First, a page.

Many people are paying attention to the allegedly different attitudes and behaviors of employees from different generations. While there is little scientific evidence to prove significant differences in work styles between generations, stereotypes — misconceptions related to individuals’ abilities based on age — are common.
Age stereotyping can threaten productivity and morale. When employees assume a co-worker is bad with technology because he is a baby boomer or is narcissistic and needy because he is a millennial, they can create tension among team members and may overlook a co-worker’s potential to contribute.
Employees of all ages, at all professional levels and in all regions reported endorsing significant age stereotypes, according to a March study, “Age-Based Stereotypes: Silent Killer of Collaboration and Productivity” from AchieveGlobal, a workforce consulting firm. The study also found the higher level of leadership an employee held, the more likely the individual was to harbor age stereotypes.
Leaders can help dispel misconceptions related to age by encouraging collaboration across generations. Collaboration allows employees to see their co-workers as people and not as age-based limitations.
To champion cross-generational collaboration and inclusion, leaders should consider adopting the following practices:
1. Challenge stereotypes. While a seemingly intuitive first step, challenging stereotypes is often overlooked in efforts to promote collaboration. First, leaders should reflect on how their own perceptions and stereotypes can skew their views and actions. Leaders must honestly assess whether they treat employees differently because of age-based perceptions or if they have inadvertently created an environment in which employees operate in silos based on the age-related expectations of their abilities.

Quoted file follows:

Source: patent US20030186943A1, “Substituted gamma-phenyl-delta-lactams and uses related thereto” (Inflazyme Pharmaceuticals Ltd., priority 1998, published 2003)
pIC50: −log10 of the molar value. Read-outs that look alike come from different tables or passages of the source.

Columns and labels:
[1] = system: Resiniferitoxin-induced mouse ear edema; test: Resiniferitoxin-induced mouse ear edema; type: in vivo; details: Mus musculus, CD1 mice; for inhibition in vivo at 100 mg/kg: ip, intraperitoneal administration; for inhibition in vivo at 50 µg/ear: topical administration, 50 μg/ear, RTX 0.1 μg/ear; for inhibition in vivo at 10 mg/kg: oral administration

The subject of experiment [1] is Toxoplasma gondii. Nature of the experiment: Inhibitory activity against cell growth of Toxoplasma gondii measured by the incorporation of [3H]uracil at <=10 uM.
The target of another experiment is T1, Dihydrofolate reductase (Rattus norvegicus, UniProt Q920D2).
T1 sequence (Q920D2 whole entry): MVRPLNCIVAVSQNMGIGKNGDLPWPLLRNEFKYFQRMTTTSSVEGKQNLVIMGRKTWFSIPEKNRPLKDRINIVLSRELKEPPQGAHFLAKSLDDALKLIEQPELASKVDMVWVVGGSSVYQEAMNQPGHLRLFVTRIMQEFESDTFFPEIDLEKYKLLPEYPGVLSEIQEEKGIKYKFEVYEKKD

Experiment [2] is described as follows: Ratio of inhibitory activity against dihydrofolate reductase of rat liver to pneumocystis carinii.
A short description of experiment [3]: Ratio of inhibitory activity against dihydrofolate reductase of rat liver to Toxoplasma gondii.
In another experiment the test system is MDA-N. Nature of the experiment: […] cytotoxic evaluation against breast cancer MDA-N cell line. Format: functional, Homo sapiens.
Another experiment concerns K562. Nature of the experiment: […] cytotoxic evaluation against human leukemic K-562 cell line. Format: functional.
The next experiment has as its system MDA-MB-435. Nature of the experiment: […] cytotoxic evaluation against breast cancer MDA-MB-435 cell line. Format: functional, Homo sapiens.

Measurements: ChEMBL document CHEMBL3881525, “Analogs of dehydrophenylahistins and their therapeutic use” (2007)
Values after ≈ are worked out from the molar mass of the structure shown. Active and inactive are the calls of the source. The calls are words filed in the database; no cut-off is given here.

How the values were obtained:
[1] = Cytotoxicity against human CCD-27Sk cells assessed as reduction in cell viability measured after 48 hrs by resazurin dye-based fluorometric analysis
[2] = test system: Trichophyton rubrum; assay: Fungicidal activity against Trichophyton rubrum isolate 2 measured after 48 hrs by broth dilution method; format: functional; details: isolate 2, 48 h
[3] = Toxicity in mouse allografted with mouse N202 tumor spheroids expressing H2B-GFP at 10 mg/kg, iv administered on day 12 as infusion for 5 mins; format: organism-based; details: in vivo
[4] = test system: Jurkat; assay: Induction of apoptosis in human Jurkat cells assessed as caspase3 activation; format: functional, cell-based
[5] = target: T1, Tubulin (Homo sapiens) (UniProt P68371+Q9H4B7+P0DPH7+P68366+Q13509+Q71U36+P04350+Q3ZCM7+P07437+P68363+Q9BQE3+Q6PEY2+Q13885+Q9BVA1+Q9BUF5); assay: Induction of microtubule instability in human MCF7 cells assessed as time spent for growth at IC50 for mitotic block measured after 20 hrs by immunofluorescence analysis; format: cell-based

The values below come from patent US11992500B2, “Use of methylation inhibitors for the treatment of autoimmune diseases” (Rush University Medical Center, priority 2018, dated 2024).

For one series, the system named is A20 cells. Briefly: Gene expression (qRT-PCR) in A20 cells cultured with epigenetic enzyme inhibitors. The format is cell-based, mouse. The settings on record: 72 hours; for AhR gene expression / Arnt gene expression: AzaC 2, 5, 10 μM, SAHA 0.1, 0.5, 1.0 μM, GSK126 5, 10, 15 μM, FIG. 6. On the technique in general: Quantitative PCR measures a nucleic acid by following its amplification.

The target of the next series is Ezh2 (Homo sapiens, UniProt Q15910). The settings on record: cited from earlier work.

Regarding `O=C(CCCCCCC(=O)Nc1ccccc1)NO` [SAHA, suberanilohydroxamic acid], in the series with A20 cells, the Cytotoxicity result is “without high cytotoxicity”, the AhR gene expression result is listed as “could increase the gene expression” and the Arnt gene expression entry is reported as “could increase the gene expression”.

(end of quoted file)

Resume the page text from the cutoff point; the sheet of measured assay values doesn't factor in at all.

Once leaders address their own biases, they should encourage others to confront and reject age stereotypes by treating people as individuals. When leaders recognize, respect and leverage their employees’ unique qualities, employees will follow suit.
2. Find common ground. Successful cross-generational collaboration starts with finding common ground employees can build on. To uncover commonalities, ask respectful questions and listen to answers with an open mind; don’t let stereotypes or misconceptions fill in the blanks for any questions employees have. Consider galvanizing the team around a common goal or purpose, helping them to connect around a mutual business objective.
3. Maximize each individual’s skills. A leader should assume everyone has something to bring to the table. The leader’s role is to create an environment in which employees are comfortable and empowered to share their talents, skills and thoughts. Ask employees about their outside interests, experiences and abilities; it may reveal professional growth opportunities or untapped skills the team can leverage to meet its goals.
4. Mix it up. Encourage employees to work with co-workers with whom they don’t often interact. When developing teams, try to ensure they are generationally diverse if possible. Promote idea sharing. Solicit ideas and ask co-workers questions so all feel valued. Encourage all team members to contribute their expertise.
5. Set high standards. Challenge employees with new projects and different team work arrangements. Hold employees accountable for treating co-workers fairly and without bias. Great expectations often lead to stronger results.
Sharon Daniels is president and CEO of AchieveGlobal. She can be reached at firstname.lastname@example.org.